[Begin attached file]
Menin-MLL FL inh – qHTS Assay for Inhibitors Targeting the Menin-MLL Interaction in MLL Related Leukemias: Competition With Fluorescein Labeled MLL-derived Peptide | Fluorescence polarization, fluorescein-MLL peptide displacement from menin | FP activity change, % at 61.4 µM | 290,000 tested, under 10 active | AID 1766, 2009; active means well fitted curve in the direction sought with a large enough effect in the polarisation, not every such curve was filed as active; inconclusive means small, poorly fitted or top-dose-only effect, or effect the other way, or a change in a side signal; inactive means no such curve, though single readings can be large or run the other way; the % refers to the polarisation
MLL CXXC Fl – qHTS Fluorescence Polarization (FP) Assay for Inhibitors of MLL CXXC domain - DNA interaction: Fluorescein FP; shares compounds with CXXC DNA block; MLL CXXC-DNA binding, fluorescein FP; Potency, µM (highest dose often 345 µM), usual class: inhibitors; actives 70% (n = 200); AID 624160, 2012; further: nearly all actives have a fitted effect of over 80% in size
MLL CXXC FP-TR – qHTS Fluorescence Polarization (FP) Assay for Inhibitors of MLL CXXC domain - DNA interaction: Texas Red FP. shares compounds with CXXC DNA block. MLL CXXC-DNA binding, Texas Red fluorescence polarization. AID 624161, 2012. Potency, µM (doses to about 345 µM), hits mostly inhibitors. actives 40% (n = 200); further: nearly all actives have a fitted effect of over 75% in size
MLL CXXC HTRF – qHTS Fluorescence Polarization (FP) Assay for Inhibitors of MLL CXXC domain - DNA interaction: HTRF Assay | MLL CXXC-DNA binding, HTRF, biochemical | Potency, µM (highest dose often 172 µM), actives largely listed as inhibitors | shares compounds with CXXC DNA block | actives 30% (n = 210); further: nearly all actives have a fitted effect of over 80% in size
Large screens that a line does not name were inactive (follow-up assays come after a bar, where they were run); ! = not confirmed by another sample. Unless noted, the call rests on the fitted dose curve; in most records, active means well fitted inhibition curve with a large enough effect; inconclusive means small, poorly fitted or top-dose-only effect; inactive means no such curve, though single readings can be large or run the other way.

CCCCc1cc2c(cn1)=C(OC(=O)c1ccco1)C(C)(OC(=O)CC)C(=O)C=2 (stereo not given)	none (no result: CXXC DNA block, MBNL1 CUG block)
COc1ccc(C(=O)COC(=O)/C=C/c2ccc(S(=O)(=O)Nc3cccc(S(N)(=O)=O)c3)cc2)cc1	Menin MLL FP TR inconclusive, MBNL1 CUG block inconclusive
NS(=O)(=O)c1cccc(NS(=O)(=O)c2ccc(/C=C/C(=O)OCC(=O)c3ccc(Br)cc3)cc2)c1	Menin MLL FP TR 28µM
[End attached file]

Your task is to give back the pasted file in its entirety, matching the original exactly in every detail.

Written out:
Menin-MLL FL inh – qHTS Assay for Inhibitors Targeting the Menin-MLL Interaction in MLL Related Leukemias: Competition With Fluorescein Labeled MLL-derived Peptide | Fluorescence polarization, fluorescein-MLL peptide displacement from menin | FP activity change, % at 61.4 µM | 290,000 tested, under 10 active | AID 1766, 2009; active means well fitted curve in the direction sought with a large enough effect in the polarisation, not every such curve was filed as active; inconclusive means small, poorly fitted or top-dose-only effect, or effect the other way, or a change in a side signal; inactive means no such curve, though single readings can be large or run the other way; the % refers to the polarisation
MLL CXXC Fl – qHTS Fluorescence Polarization (FP) Assay for Inhibitors of MLL CXXC domain - DNA interaction: Fluorescein FP; shares compounds with CXXC DNA block; MLL CXXC-DNA binding, fluorescein FP; Potency, µM (highest dose often 345 µM), usual class: inhibitors; actives 70% (n = 200); AID 624160, 2012; further: nearly all actives have a fitted effect of over 80% in size
MLL CXXC FP-TR – qHTS Fluorescence Polarization (FP) Assay for Inhibitors of MLL CXXC domain - DNA interaction: Texas Red FP. shares compounds with CXXC DNA block. MLL CXXC-DNA binding, Texas Red fluorescence polarization. AID 624161, 2012. Potency, µM (doses to about 345 µM), hits mostly inhibitors. actives 40% (n = 200); further: nearly all actives have a fitted effect of over 75% in size
MLL CXXC HTRF – qHTS Fluorescence Polarization (FP) Assay for Inhibitors of MLL CXXC domain - DNA interaction: HTRF Assay | MLL CXXC-DNA binding, HTRF, biochemical | Potency, µM (highest dose often 172 µM), actives largely listed as inhibitors | shares compounds with CXXC DNA block | actives 30% (n = 210); further: nearly all actives have a fitted effect of over 80% in size
Large screens that a line does not name were inactive (follow-up assays come after a bar, where they were run); ! = not confirmed by another sample. Unless noted, the call rests on the fitted dose curve; in most records, active means well fitted inhibition curve with a large enough effect; inconclusive means small, poorly fitted or top-dose-only effect; inactive means no such curve, though single readings can be large or run the other way.

CCCCc1cc2c(cn1)=C(OC(=O)c1ccco1)C(C)(OC(=O)CC)C(=O)C=2 (stereo not given)	none (no result: CXXC DNA block, MBNL1 CUG block)
COc1ccc(C(=O)COC(=O)/C=C/c2ccc(S(=O)(=O)Nc3cccc(S(N)(=O)=O)c3)cc2)cc1	Menin MLL FP TR inconclusive, MBNL1 CUG block inconclusive
NS(=O)(=O)c1cccc(NS(=O)(=O)c2ccc(/C=C/C(=O)OCC(=O)c3ccc(Br)cc3)cc2)c1	Menin MLL FP TR 28µM